“I don’t think this is a good idea.”
Using the cover of a single juniper bush, Clark Bartkowski of Darby had just managed to sneak within 40 yards of a 2,000 pound bison just outside of Gardiner.
His guide, Lloyd Johnson of Specimen Creek Outfitters, wasn’t feeling keen about the idea of shooting the huge bison with a bow.
“They can get a bit nasty,” Johnson whispered to his client.
It was Bartkowski’s 76th birthday weekend.
Already, it had been memorable few days. On Friday night, Bartkowski and his family watched the underdog University of Montana basketball team defeat Boise State. The next day, they cheered on the Grizzly football team that went on to beat Eastern Washington quite handily.
“The weekend had started off perfectly,” Bartkowski said.
On Sunday, he was slated to get up early for the five-hour drive to Gardiner for the bison hunt. Halfway there, Johnson called to tell him that several other hunters had found the bison that he had hoped to show to Bartkowski.
The guide told Bartkowski that maybe he should come back a different day.
Bartkowski pressed on.
When he arrived about noon, Johnson told him that he had found a couple of huge bison earlier that day. As they drove up a mountain road to the place where the hunt would begin, they passed a couple of other successful hunters who were in the process of dressing out their bison.
“Although I was happy for their success, I was even more convinced that I wanted a true stalk and fair-chase hunt to harvest one of these magnificent animals,” Bartkowski said. “Using a bow would be the ultimate challenge.”
After about a mile of walking, they spotted the two large bulls.
Twice, they tried to get in close enough for Bartkowski to take a shot with his bow, but there wasn’t much cover. They could never get closer than about 100 yards.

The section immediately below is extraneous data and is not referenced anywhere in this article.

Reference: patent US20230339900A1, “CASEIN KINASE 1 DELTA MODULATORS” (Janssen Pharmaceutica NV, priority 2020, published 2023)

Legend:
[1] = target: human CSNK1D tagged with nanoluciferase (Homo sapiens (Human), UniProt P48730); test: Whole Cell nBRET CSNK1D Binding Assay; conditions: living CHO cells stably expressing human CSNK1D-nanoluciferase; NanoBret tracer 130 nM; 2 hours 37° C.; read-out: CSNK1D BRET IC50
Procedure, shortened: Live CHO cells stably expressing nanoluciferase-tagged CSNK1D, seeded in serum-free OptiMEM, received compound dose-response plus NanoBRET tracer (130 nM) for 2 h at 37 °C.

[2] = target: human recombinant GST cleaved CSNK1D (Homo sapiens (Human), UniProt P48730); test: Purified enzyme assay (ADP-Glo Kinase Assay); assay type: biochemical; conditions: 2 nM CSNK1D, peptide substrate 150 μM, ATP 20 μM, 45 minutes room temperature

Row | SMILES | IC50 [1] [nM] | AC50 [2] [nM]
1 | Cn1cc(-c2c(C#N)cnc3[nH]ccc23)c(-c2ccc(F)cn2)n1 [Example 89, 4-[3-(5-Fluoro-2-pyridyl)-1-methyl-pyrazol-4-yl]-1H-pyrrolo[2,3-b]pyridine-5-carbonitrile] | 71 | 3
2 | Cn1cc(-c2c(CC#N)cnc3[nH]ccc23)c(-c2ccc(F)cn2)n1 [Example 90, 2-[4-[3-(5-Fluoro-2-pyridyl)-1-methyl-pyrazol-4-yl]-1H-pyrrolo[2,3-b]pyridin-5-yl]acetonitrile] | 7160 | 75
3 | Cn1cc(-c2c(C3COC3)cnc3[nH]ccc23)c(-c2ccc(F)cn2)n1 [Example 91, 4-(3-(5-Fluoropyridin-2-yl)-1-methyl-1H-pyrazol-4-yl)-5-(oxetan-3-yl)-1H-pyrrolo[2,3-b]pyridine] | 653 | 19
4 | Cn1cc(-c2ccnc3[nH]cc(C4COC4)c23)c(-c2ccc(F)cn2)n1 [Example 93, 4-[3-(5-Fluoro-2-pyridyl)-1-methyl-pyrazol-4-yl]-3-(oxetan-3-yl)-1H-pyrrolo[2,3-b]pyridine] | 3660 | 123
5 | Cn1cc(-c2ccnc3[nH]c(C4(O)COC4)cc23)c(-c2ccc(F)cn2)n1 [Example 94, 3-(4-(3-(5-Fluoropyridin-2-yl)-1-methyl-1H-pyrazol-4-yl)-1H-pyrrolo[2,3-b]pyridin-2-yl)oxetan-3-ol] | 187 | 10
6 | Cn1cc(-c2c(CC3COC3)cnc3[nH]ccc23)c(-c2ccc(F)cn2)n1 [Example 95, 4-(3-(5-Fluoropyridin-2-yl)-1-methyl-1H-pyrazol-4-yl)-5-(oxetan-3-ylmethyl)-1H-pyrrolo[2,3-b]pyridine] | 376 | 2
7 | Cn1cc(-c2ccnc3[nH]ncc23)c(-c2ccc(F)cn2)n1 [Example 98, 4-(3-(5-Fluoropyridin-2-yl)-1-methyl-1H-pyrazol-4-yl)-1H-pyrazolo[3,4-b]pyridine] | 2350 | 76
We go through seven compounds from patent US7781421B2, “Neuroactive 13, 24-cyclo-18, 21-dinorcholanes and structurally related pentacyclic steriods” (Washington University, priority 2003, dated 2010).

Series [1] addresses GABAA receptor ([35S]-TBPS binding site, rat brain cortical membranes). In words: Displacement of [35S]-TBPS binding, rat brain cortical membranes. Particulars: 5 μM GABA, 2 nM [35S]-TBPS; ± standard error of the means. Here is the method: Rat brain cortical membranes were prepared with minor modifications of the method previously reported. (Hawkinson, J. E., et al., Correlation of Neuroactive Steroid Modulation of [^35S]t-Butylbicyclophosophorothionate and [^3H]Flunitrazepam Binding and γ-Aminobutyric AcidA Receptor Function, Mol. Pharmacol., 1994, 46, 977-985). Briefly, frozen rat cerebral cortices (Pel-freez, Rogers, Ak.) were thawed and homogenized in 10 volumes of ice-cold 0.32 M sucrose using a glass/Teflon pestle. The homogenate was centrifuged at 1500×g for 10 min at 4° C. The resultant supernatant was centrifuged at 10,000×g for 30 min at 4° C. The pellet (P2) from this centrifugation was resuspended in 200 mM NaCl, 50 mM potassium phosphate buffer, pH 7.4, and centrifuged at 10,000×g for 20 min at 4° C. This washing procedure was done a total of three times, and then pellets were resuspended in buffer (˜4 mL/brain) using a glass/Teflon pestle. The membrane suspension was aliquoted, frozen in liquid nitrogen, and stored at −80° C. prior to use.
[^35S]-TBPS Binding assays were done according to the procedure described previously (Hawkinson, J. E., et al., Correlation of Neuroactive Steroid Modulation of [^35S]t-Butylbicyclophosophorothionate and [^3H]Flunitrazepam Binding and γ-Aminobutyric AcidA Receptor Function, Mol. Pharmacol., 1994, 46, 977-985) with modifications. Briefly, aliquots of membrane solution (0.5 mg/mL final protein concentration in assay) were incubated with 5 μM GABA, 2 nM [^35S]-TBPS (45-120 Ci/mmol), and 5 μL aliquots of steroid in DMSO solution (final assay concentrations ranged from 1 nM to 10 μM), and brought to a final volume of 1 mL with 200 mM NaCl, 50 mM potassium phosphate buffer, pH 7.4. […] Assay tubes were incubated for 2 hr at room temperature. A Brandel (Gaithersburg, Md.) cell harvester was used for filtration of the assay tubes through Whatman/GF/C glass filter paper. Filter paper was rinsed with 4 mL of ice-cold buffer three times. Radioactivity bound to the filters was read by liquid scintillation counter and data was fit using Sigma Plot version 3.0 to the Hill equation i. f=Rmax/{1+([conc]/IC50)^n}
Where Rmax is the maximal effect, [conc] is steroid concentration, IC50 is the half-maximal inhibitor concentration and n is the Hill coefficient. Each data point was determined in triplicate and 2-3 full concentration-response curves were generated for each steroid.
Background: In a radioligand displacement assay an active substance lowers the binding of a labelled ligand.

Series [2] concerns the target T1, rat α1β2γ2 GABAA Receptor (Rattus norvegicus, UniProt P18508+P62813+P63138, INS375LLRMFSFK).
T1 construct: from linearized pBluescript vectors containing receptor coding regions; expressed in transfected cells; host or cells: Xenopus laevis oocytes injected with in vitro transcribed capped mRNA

Johnson was carrying Bartkowski’s rifle. He told his client that maybe he should use it to shoot the bison.
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Bartkowski convinced him to try getting in close just one more time. They circled around and came in from the opposite direction. Using the bush as cover, Bartkowski was able to get within the 40-yard mark where he felt comfortable with his bow.
He nocked an arrow.
His guide whispered one more warning.
The arrow hit the bison in its side. The bull bolted forward and then turned and suddenly charged right at the two men.
“Its nose was about the size of my head,” Bartkowski said.
Johnson was handing Bartkowski his rifle when the bull veered off about 10 yards in front of the two men.
“It all happened so fast,” Bartkowski said. “I think he suddenly realized that something wasn’t right.”
The bull went down and Bartkowski used his rifle to finish it.
The outfitters brought in a horse-drawn sleigh to pack out the meat and hide.
“The hide by itself weighed 500 pounds,” Bartkowski said. “It was a beautiful hide. I didn’t want it to go to waste.”
And neither will any of the hundreds of pounds of meat.
Bartkowski serves as the president of the Darby Bread Box food pantry. He plans to donate nearly all of the bison to the food bank.
“A lot of folks around here have grown up on venison,” Bartkowski said. “Given the choice, I think a lot of them would prefer venison over beef. I think they will like the bison.”
Bartkowski said it’s his way of giving back to the community.
“This is a wonderful place, but there are a lot of people who need some help to keep food on the table,” he said.